Canadian wildfires and planning

Many years ago, I visited Fort McMurray to tour the Canadian Oil Sands. The community is in northern Alberta, perhaps a five and a half hour drive from Edmonton. A few days ago a horrific wildfire began, which has been made worse by the fact that Tuesday this week the temperature was nearly double what is normal at this time of year. The sheer scale of the blaze is hard to comprehend without viewing the videos. This slideshow by NBC gives some sense of the size of what is happening. Citizens have been videotaping their dramatic experiences escaping from the town. Many people have been traumatized trying to flee on the one main highway that connects Fort McMurray to the rest of Alberta. I have read a figure that perhaps 1,600 structures have gone up in flames, but I think that it will be a long time before anyone can know the actual figure. It is heart-breaking to hear people lamenting the loss of their homes as they drive out through a highway with a wall of flames on one side.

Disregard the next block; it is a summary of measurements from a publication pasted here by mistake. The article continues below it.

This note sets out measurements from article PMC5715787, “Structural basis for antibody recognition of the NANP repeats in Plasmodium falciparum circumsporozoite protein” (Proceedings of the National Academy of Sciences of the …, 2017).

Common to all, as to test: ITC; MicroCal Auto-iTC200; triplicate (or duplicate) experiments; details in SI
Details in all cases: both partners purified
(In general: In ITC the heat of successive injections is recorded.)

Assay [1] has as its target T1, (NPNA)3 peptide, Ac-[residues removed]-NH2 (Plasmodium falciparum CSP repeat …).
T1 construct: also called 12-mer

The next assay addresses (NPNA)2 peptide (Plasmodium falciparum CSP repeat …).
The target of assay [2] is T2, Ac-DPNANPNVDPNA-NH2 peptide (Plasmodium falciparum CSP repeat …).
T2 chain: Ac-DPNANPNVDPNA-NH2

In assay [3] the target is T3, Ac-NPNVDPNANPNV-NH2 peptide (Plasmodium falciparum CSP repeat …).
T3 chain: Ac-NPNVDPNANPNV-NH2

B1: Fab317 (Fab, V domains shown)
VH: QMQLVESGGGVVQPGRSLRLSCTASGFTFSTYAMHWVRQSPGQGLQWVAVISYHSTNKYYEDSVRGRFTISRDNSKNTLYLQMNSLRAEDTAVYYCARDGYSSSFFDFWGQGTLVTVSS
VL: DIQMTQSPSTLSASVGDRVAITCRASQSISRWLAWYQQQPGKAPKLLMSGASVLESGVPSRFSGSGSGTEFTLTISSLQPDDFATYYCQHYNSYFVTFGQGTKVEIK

My first memories are of Alberta, where my sister was born. My thoughts are with these people, whose lives have gone from ordinary to tragedy in the space of a few days. I also think it’s a reminder to all of us that there is always the possibility that we might suddenly need to leave our homes. Here in the Pacific Northwest, we must think about earthquakes and tsunamis, while others might need to worry about hurricanes, tsunamis or floods. As Mike Coston argues at the blog Avian Flu Diary, all of us might benefit from some basic disaster planning. I recommend his blog post on this topic; he always recommends that everyone have a “bug-out” bag to meet basic needs in an emergency. His post makes a good case why this is important. The city of Portland also a disaster preparedness website that lists the basics of a disaster plan, and the essential elements of a disaster kit. Like everyone else, I’m much to busy to spend much time thinking about a disaster;, but after seeing the videos from Alberta, I’ll make some time.

Shawn Smallman, May 2016

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